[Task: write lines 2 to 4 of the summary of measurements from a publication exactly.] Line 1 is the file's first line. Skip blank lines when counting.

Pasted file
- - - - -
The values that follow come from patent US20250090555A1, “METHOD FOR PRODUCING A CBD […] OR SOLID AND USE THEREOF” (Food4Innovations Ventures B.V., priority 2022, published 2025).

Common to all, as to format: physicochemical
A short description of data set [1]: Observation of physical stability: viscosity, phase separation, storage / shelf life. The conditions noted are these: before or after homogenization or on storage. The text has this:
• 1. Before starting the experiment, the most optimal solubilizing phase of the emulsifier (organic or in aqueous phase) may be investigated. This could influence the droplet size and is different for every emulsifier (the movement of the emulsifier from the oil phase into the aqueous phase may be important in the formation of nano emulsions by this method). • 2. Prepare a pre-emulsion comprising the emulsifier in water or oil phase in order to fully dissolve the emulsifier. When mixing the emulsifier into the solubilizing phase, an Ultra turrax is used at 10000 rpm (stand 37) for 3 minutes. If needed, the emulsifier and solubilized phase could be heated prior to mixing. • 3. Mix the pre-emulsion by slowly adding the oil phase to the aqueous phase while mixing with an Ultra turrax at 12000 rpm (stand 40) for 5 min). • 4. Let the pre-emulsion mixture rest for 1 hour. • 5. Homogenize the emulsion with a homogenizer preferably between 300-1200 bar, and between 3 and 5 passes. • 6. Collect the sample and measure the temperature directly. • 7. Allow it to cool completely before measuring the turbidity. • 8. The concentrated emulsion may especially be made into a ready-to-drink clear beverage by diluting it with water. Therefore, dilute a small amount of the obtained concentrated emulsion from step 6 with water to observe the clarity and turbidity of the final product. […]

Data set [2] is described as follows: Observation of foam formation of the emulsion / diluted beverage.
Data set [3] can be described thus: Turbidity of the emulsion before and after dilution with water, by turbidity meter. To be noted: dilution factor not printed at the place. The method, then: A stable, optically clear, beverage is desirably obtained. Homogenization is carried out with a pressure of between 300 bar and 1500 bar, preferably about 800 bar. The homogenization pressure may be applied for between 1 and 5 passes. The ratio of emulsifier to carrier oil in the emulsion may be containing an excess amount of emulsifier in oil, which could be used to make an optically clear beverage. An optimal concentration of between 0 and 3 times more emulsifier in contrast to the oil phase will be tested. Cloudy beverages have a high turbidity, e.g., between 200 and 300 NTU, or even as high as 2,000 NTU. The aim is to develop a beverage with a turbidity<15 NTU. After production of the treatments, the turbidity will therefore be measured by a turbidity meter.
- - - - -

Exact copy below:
Common to all, as to format: physicochemical
A short description of data set [1]: Observation of physical stability: viscosity, phase separation, storage / shelf life. The conditions noted are these: before or after homogenization or on storage. The text has this:
• 1. Before starting the experiment, the most optimal solubilizing phase of the emulsifier (organic or in aqueous phase) may be investigated. This could influence the droplet size and is different for every emulsifier (the movement of the emulsifier from the oil phase into the aqueous phase may be important in the formation of nano emulsions by this method). • 2. Prepare a pre-emulsion comprising the emulsifier in water or oil phase in order to fully dissolve the emulsifier. When mixing the emulsifier into the solubilizing phase, an Ultra turrax is used at 10000 rpm (stand 37) for 3 minutes. If needed, the emulsifier and solubilized phase could be heated prior to mixing. • 3. Mix the pre-emulsion by slowly adding the oil phase to the aqueous phase while mixing with an Ultra turrax at 12000 rpm (stand 40) for 5 min). • 4. Let the pre-emulsion mixture rest for 1 hour. • 5. Homogenize the emulsion with a homogenizer preferably between 300-1200 bar, and between 3 and 5 passes. • 6. Collect the sample and measure the temperature directly. • 7. Allow it to cool completely before measuring the turbidity. • 8. The concentrated emulsion may especially be made into a ready-to-drink clear beverage by diluting it with water. Therefore, dilute a small amount of the obtained concentrated emulsion from step 6 with water to observe the clarity and turbidity of the final product. […]